The China coal-to-gas effect
The country's policy to cut coal production capacity has sent prices around the globe soaring. It’s good news for Europe's decarbonising efforts
Coal-to-gas switching in Europe's power sector has surged as more Chinese coal buying and some supply outages pushed coal prices higher. In 2014 and 2015 China's coal demand contracted as economic growth slowed and the government implemented measures to curb pollution. Meanwhile, the country's soaring coal output exacerbated a global supply glut.
But this year China has taken steps to reduce the overcapacity by pledging to close 0.5bn tonnes over the next three to five years-a 15% cut on 2015 levels.
The cuts have filtered through to European coal prices. Rotterdam coal futures have risen from around $47.85 per tonne in mid-October 2015 to almost $74/t at the same time this year. Between September and October alone futures in Europe gained almost 20% and further along the curve prices are looking even better-supported. Shipments for delivery in Q1 2017 were trading at over $76/t as Petroleum Economist went to press.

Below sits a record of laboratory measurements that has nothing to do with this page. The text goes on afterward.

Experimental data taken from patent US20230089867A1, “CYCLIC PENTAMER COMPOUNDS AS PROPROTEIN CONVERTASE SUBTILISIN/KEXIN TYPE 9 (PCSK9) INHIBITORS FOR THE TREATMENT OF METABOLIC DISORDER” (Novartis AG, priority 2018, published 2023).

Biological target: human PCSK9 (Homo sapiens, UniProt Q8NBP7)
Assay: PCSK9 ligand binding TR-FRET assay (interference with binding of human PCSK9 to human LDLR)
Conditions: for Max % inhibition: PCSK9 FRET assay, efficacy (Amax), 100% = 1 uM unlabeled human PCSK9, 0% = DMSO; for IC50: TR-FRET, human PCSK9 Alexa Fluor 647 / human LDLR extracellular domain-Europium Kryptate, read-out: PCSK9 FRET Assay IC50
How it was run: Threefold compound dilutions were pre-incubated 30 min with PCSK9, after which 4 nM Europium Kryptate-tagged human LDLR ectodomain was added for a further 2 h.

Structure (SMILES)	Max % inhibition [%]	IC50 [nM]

According to consultancy Timera Energy coal prices will remain at around $65/t throughout 2017, which will continue to support coal-to-gas switching in Europe as an abundance of gas will keep prices competitive. The rally in the coal forward curve has supported a 40% rise in 2017 power prices in Germany, the consultancy says. In early October, they surged to above €30 per megawatt hour, up from around €21/MWh in Q1.
Similar price rises have occurred across other continental European power markets where coal use has increased, including France (normally reliant on nuclear) and the Netherlands (where gas has tended to dominate).
Prices for imports of liquefied natural gas should fall next year as an influx of cargoes from the US heads to the continent. Energy Aspects expects European LNG imports to soar by 44% in 2017, reaching 72.5m tonnes, compared with 41m tonnes this year. In 2018, the number will reach 97.7m tonnes, the consultancy estimates.
LNG influx: European import forecast (m t). Source: Energy Aspects